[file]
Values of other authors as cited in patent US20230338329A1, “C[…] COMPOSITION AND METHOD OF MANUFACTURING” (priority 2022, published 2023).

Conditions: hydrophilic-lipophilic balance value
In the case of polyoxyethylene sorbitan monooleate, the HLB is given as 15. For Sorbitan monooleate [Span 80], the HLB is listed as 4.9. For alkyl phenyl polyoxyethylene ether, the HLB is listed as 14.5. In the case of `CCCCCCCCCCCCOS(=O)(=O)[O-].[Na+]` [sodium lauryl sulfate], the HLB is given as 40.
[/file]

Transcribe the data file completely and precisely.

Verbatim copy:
Values of other authors as cited in patent US20230338329A1, “C[…] COMPOSITION AND METHOD OF MANUFACTURING” (priority 2022, published 2023).

Conditions: hydrophilic-lipophilic balance value
In the case of polyoxyethylene sorbitan monooleate, the HLB is given as 15. For Sorbitan monooleate [Span 80], the HLB is listed as 4.9. For alkyl phenyl polyoxyethylene ether, the HLB is listed as 14.5. In the case of `CCCCCCCCCCCCOS(=O)(=O)[O-].[Na+]` [sodium lauryl sulfate], the HLB is given as 40.